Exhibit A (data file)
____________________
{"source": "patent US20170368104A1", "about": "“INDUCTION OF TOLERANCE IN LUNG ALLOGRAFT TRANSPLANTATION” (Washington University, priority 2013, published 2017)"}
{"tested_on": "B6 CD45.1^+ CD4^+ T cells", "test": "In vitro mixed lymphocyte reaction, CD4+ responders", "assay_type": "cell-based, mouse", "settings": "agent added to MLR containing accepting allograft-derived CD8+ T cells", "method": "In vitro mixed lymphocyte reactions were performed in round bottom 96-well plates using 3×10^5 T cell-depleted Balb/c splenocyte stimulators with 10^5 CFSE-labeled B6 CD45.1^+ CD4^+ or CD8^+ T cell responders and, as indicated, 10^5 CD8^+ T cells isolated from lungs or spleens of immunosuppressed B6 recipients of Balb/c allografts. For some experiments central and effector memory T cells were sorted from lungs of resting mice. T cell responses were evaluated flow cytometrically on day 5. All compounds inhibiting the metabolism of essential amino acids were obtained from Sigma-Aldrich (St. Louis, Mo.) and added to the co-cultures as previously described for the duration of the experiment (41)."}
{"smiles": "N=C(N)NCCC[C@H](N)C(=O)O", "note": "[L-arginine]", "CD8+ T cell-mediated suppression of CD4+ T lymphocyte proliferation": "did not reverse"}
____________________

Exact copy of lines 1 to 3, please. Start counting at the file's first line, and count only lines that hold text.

{"source": "patent US20170368104A1", "about": "“INDUCTION OF TOLERANCE IN LUNG ALLOGRAFT TRANSPLANTATION” (Washington University, priority 2013, published 2017)"}
{"tested_on": "B6 CD45.1^+ CD4^+ T cells", "test": "In vitro mixed lymphocyte reaction, CD4+ responders", "assay_type": "cell-based, mouse", "settings": "agent added to MLR containing accepting allograft-derived CD8+ T cells", "method": "In vitro mixed lymphocyte reactions were performed in round bottom 96-well plates using 3×10^5 T cell-depleted Balb/c splenocyte stimulators with 10^5 CFSE-labeled B6 CD45.1^+ CD4^+ or CD8^+ T cell responders and, as indicated, 10^5 CD8^+ T cells isolated from lungs or spleens of immunosuppressed B6 recipients of Balb/c allografts. For some experiments central and effector memory T cells were sorted from lungs of resting mice. T cell responses were evaluated flow cytometrically on day 5. All compounds inhibiting the metabolism of essential amino acids were obtained from Sigma-Aldrich (St. Louis, Mo.) and added to the co-cultures as previously described for the duration of the experiment (41)."}
{"smiles": "N=C(N)NCCC[C@H](N)C(=O)O", "note": "[L-arginine]", "CD8+ T cell-mediated suppression of CD4+ T lymphocyte proliferation": "did not reverse"}